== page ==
Interesting thought. I can't answer the question theologically; it's speculative. In terms of psychological reality, yeah, I think so. People's awareness only covers a limited part of their actual personhood at any one time. Jung used to talk about consciousness (of any single person, in this case) being like islands poking above the ocean. The consciousness shows up here and there, and is different in each place. Some places you'd recognize easily, others not so easily, though they're all still part of the same person.
And that's without talking about the ocean or the parts underwater.
Some folks, according to Harry Stack Sullivan, undergo a "malevolent transformation" and identify with actual evil. One doesn't meet these folks too often outside of psychiatric hospitals or prisons, but they're out there. They will sometimes identify with the demonic, which is an Archetype in the Platonic sense. One can certainly be possessed by Archetypes, such as The Old Wise Man or The Crone or The Great Mother or Venus. The Demonic is one of those, and it can very easily possess people and do not very nice things with them. Alastair Crowley, if I have his name spelled correctly, was one of them. Charles Manson would likely have been another.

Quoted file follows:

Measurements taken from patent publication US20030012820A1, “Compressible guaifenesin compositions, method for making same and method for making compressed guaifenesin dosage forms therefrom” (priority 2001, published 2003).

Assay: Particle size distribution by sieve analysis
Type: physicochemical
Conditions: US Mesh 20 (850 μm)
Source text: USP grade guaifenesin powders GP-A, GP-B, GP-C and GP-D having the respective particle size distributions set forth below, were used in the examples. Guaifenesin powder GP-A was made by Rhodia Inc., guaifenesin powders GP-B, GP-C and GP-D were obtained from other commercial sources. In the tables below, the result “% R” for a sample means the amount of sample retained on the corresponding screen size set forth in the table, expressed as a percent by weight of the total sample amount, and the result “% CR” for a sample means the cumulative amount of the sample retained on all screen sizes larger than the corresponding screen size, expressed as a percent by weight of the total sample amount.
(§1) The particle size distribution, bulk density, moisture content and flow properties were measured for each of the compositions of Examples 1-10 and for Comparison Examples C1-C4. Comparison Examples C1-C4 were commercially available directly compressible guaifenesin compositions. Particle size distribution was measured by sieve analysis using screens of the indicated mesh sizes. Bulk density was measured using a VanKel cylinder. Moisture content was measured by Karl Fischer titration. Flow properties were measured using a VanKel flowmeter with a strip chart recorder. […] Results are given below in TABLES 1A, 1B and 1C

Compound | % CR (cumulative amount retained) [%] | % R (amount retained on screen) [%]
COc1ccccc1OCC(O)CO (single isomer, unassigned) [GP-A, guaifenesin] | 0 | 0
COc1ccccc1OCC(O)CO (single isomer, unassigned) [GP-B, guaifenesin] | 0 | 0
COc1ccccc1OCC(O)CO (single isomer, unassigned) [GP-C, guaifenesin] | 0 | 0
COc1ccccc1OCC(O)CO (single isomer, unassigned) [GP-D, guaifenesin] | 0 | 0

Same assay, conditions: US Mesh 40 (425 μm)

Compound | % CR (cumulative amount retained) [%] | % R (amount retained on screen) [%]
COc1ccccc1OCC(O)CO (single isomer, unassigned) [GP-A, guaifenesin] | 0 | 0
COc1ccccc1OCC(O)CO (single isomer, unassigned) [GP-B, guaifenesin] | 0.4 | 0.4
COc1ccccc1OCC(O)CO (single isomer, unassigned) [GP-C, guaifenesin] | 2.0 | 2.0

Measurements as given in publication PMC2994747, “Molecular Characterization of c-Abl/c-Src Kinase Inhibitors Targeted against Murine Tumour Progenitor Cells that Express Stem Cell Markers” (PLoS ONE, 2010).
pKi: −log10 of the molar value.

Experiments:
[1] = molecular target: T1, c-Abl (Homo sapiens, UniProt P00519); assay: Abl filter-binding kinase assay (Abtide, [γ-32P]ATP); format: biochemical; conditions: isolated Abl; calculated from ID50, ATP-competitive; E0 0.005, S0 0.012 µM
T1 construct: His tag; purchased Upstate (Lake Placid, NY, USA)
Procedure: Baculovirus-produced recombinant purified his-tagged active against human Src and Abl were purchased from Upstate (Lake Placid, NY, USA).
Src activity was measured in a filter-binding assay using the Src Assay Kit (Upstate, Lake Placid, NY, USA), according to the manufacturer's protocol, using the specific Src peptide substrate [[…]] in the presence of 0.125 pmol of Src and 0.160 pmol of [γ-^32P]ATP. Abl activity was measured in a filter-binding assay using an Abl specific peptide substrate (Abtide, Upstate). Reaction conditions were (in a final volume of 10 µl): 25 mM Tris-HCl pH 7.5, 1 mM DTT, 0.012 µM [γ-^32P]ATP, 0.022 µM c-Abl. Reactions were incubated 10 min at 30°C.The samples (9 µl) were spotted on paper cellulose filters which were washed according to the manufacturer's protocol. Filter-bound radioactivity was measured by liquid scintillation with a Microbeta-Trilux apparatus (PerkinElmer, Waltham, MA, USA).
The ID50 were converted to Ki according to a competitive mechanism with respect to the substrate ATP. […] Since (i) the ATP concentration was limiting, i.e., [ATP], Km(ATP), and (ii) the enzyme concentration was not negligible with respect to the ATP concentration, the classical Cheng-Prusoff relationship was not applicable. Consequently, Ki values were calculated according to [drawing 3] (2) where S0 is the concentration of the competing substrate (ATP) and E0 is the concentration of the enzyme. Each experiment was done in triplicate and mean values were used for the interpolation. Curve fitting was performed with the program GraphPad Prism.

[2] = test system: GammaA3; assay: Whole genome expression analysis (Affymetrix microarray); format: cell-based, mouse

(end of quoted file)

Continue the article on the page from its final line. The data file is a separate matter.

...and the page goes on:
When you get a lot of Archetypal stuff going on, reports of what happens in those places seem to become unreliable. Whether that reflects an actual weirdness in reality or in people's reports about reality in those situations, I don't know.
I think that it's much simpler to dismiss reports of the demonic, of course, if you've never actually seen or experienced something directed personally at you with what amounts to a soul destroying intention. If you don't believe in soul, and many fine people do not, please feel free to substitute a word that you feel has a parallel and equivalent if non-theological meaning. I would suggest happy thoughts and joyful pastimes are a much more fruitful way of dealing with life.
And for goodness' sake, why are you so curious about demons and possession when you could be just as interested in passionate fascinations and thrilling accomplishments? They're actually probably more fun to achieve and considerably more meaningful in the long run. In my opinion.